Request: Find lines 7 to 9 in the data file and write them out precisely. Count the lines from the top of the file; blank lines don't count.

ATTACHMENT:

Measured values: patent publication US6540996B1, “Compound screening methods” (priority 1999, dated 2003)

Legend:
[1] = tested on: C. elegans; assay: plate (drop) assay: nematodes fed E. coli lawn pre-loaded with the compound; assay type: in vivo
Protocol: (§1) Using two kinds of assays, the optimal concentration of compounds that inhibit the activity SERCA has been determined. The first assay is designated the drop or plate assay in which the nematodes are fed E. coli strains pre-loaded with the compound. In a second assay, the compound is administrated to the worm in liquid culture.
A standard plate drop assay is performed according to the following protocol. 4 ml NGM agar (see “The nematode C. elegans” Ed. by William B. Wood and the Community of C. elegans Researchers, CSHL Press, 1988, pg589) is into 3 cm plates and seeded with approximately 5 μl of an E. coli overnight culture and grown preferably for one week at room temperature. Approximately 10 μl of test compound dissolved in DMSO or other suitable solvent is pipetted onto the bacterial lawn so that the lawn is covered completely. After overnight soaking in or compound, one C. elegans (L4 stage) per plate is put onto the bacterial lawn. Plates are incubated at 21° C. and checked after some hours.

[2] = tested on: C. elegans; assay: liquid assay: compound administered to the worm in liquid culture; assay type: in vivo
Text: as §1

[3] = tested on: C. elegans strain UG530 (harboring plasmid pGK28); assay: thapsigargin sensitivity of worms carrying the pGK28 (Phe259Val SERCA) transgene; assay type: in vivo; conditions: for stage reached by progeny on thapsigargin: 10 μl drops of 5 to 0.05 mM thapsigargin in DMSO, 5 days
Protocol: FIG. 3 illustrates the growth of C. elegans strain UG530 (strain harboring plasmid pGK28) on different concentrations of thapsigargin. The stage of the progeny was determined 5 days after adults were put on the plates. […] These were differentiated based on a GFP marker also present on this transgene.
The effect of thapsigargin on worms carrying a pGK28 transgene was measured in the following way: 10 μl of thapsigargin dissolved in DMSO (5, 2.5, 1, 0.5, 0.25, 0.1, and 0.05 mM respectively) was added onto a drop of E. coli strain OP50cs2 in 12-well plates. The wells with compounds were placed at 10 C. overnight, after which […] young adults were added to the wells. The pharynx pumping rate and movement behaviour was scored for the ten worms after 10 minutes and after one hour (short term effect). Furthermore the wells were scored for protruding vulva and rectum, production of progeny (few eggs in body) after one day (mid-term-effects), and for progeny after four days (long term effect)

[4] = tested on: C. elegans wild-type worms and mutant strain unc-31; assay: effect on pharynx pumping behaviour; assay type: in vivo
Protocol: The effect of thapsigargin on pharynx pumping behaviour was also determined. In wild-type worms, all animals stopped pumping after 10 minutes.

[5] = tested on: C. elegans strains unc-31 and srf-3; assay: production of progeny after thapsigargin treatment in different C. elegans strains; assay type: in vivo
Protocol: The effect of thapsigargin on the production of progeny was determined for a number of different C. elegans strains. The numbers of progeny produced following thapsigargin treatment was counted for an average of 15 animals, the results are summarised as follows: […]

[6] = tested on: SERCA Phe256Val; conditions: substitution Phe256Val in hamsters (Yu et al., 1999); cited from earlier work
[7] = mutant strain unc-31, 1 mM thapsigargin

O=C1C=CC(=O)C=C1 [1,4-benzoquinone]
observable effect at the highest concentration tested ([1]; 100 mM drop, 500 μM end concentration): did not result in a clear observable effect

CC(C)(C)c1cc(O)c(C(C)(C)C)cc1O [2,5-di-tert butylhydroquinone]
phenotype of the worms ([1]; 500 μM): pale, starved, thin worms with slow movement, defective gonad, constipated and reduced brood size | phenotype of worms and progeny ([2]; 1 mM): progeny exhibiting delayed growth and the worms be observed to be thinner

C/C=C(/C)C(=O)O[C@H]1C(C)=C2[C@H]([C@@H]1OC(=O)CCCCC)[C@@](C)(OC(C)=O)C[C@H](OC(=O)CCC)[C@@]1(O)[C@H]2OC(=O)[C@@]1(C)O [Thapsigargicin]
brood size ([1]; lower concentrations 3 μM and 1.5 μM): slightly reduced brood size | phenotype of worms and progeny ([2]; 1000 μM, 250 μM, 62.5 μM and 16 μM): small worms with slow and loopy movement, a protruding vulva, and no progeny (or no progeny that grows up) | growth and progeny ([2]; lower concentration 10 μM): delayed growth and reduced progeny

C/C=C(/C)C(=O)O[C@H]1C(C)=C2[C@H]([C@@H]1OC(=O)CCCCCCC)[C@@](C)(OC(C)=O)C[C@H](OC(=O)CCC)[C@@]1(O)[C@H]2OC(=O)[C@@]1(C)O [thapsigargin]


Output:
Text: as §1

[3] = tested on: C. elegans strain UG530 (harboring plasmid pGK28); assay: thapsigargin sensitivity of worms carrying the pGK28 (Phe259Val SERCA) transgene; assay type: in vivo; conditions: for stage reached by progeny on thapsigargin: 10 μl drops of 5 to 0.05 mM thapsigargin in DMSO, 5 days
Protocol: FIG. 3 illustrates the growth of C. elegans strain UG530 (strain harboring plasmid pGK28) on different concentrations of thapsigargin. The stage of the progeny was determined 5 days after adults were put on the plates. […] These were differentiated based on a GFP marker also present on this transgene.